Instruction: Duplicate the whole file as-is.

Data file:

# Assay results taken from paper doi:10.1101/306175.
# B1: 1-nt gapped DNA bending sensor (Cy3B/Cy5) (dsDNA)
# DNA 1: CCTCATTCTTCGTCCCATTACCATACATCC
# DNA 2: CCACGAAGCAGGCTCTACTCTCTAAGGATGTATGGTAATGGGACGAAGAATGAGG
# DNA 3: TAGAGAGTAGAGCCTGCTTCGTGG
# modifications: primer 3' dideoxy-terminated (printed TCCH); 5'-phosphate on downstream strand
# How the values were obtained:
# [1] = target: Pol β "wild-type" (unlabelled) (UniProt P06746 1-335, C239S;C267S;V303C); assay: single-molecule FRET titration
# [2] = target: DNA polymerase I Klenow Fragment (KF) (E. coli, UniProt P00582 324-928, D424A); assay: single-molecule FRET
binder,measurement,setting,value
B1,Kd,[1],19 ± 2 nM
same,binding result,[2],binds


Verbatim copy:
# Assay results taken from paper doi:10.1101/306175.
# B1: 1-nt gapped DNA bending sensor (Cy3B/Cy5) (dsDNA)
# DNA 1: CCTCATTCTTCGTCCCATTACCATACATCC
# DNA 2: CCACGAAGCAGGCTCTACTCTCTAAGGATGTATGGTAATGGGACGAAGAATGAGG
# DNA 3: TAGAGAGTAGAGCCTGCTTCGTGG
# modifications: primer 3' dideoxy-terminated (printed TCCH); 5'-phosphate on downstream strand
# How the values were obtained:
# [1] = target: Pol β "wild-type" (unlabelled) (UniProt P06746 1-335, C239S;C267S;V303C); assay: single-molecule FRET titration
# [2] = target: DNA polymerase I Klenow Fragment (KF) (E. coli, UniProt P00582 324-928, D424A); assay: single-molecule FRET
binder,measurement,setting,value
B1,Kd,[1],19 ± 2 nM
same,binding result,[2],binds